Bacteria and Parasites
Cat feces can potentially contain bacteria, as well as parasites such as roundworms or Toxoplasma gondii (T. gondii) which causes toxoplasmosis. These can cause health issues within people and can be particularly dangerous to those with immune system deficiencies or pregnant women. Roundworms can cause fever, bronchitis, issues with vision or asthma. Toxoplasmosis can cause headaches, sore throats and muscle aches. Pregnant women who contract toxoplasmosis can pass on serious health issues to their children including hearing loss, vision loss, mental retardation and in severe cases, death.
Once the feces are in the garden, the bacteria and parasites within the feces can begin spreading into the soil. Cats bury their feces, so the feces may go unnoticed. Gardeners who note unusual mounds or digging in their garden should suspect feces and use rubber gloves to prevent contamination. Transmission is possible by touching the mouth after handling the soil or flowers grown in the soil, or by eating unwashed fruits or vegetables from the contaminated garden.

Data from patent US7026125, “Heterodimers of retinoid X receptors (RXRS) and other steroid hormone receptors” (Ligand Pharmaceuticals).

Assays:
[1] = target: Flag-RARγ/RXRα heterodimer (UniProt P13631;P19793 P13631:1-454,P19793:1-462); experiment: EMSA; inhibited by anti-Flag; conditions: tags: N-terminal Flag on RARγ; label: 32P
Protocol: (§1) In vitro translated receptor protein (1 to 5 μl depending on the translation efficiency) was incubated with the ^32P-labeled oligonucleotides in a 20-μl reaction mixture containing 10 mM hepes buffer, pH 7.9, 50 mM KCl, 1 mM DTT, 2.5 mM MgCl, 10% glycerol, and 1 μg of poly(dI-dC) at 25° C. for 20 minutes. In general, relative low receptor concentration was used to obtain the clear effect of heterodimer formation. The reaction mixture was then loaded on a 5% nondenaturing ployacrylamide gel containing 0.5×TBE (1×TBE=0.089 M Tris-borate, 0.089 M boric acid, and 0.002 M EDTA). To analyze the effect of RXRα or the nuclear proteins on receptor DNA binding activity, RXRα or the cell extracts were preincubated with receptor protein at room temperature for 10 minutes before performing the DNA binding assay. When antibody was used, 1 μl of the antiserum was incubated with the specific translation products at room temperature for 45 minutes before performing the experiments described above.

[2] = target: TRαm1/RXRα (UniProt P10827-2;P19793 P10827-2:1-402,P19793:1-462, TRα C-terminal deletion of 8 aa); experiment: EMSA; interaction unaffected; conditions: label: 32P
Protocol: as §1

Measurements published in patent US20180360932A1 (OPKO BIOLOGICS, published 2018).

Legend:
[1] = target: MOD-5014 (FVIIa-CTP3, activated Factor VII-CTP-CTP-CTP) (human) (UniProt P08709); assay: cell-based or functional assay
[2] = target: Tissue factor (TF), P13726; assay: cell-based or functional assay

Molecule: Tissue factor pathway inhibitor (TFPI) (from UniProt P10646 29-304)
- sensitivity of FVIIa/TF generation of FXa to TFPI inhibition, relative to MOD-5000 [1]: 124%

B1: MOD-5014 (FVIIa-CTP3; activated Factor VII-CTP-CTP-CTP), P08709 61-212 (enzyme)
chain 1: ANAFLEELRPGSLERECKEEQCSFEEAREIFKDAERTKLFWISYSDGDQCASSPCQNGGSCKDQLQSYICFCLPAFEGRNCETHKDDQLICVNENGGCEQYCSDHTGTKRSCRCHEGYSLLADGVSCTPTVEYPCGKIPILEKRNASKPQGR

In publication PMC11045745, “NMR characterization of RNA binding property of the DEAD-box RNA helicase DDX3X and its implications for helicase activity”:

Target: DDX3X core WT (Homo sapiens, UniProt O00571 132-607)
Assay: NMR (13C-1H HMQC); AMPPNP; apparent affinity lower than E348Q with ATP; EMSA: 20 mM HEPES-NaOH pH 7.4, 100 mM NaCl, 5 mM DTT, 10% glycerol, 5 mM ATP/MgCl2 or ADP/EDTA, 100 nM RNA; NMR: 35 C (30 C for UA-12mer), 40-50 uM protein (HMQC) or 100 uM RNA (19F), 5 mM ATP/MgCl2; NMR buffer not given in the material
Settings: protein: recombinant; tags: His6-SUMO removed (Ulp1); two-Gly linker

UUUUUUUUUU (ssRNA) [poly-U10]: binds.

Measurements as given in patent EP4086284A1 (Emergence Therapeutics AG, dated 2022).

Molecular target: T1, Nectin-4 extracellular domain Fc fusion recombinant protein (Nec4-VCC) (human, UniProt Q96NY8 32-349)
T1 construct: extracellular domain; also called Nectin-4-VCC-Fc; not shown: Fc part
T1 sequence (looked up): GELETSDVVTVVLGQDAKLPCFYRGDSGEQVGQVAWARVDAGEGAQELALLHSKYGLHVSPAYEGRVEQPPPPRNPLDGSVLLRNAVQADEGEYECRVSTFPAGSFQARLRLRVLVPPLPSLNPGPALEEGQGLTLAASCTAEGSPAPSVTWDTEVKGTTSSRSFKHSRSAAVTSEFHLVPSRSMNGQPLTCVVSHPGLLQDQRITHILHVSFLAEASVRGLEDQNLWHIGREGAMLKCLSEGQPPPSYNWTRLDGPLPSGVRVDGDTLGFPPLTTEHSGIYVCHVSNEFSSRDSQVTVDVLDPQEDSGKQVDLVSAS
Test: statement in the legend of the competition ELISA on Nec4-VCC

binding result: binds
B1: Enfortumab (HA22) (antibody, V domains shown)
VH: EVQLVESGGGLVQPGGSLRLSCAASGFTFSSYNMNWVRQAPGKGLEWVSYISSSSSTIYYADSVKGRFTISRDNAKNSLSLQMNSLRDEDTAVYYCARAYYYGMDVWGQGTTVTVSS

It is not uncommon for people to assume they can add their pets’ feces to a compost pile, assuming that cat feces are simply another form of fertilizing manure. Unfortunately, this is not true. For sterilization to occur, your compost heap would have to reach 165 degrees Fahrenheit for five days, a situation which is extremely unlikely.
There is no sure fire method for preventing a cat from eliminating in a garden. However, cats prefer finer-grained soils. Therefore, placing a layer of mulch, bark or medium to small rocks may help deter the cat from using the garden as its personal litter box. Many commercially-available deterrents might also help. Furthermore, do not add cat feces to your compost pile.